Agricultural experts have dismissed the perception by the youth that the field of agriculture was neither interesting nor lucrative enough when compared to other sciences as baseless and misleading.
Urging curriculum developers in learning institutions to package agriculture in an enticing manner to attract the youth and change the notion that graduates or people with different levels of education were only entitled to white collar jobs rather than “outdated agriculture”, the experts said the field remained the backbone of most economies in the continent and was therefore wrong to dismiss it as a field that was backward.
The experts suggested ways of attracting the youth towards agriculture. They include; supplying them with modern and affordable farming tools and equipment that would enable them work well, thereby doing away with obsolete farming methods.
The experts had converged at Jomo Kenyatta University of Agriculture and Technology (JKUAT) where they attended a three-day conference titled 2019 Young Farmers Clubs of Kenya National Conference for Agriculture Lecturers, Teachers and Patrons between August 21-23, 2019.
The conference which attracted over 300 participants drawn from Embu, Tharaka Nithi, Isiolo, Kisumu Nakuru, Mombasa, Kitale, Kisii and other areas across the country, was aimed at strengthening the capacity of teachers and patrons in their teaching skills in agricultural production, promoting and sharing the passion of teaching agriculture and introducing new and emerging technologies from agribusiness companies which the teachers could practically interact with, and integrate in their teaching.
The forum also provided a platform for internalizing the role played by agriculture in the national economy and re-inventing modalities of exploiting the diverse human, natural and financial resources at their disposal while also exposing the teachers to the various investment opportunities in the agriculture field.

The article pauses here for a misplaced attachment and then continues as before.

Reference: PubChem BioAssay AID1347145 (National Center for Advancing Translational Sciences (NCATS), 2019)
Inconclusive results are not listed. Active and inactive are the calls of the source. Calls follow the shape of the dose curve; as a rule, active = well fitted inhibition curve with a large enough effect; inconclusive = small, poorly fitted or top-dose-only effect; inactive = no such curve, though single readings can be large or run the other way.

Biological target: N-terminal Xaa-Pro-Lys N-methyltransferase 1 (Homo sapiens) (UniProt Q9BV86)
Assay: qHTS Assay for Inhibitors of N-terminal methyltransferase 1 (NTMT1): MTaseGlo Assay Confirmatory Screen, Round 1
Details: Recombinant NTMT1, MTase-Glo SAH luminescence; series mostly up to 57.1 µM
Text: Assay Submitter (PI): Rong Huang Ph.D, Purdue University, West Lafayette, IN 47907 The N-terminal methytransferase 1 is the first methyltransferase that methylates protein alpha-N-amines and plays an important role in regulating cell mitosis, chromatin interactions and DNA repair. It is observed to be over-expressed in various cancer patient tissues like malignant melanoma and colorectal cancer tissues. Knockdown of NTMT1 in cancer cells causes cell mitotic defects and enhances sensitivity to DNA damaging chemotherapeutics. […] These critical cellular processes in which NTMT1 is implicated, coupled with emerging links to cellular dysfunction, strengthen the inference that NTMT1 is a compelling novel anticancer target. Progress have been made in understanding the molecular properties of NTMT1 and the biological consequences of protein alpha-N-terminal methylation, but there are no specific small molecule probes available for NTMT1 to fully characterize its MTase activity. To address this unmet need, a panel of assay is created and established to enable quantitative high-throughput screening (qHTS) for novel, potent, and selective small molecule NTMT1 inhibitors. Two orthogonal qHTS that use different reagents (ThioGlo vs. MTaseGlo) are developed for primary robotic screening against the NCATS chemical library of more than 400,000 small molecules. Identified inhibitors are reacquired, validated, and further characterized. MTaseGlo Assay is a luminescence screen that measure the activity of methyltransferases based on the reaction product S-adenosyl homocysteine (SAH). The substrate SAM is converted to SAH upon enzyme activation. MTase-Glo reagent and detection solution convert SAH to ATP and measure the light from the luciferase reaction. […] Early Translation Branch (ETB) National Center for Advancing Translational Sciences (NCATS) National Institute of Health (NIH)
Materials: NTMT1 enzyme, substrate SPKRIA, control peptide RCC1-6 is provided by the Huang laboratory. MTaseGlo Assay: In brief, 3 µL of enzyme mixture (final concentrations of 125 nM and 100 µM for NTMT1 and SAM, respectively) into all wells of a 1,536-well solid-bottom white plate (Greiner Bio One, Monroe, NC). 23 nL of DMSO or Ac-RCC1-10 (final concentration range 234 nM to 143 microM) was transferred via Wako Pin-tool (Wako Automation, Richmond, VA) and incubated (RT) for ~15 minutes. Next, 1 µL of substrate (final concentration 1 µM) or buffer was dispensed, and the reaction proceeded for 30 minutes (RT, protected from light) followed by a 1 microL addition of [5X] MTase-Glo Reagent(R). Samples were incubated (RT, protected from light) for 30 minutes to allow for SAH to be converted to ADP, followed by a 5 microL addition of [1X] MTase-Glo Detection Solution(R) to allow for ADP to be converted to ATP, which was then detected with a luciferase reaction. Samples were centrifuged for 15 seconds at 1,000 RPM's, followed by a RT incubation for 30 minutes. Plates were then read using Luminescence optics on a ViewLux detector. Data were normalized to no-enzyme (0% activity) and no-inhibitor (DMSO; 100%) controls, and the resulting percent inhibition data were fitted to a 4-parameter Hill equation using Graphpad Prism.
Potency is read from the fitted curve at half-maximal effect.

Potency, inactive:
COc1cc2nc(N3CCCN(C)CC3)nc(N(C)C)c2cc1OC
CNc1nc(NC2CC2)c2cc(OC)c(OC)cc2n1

While welcoming the participants to the conference, JKUAT’s Vice Chancellor Prof. Victoria Wambui Ngumi, noted that unlike the negative perception the youth had towards agriculture, the sector remained the anchor to Kenya’s economy, providing millions of jobs and was a primary source of food.
She said it was the responsibility of Universities across the globe to show the youth that agriculture was greatly rewarding.
“The centrality of the sector makes it an important imperative for training and research institutions like JKUAT to constantly innovate and disseminate progressive technologies that can make farming both fun and financially rewarding,” said the Vice Chancellor.
Facilitators of the event were drawn from the Teacher’s Service Commission (TSC), Ministries of Education, Agriculture, Livestock and Fisheries, Kenya National Examination Council, and public universities, among other relevant authorities.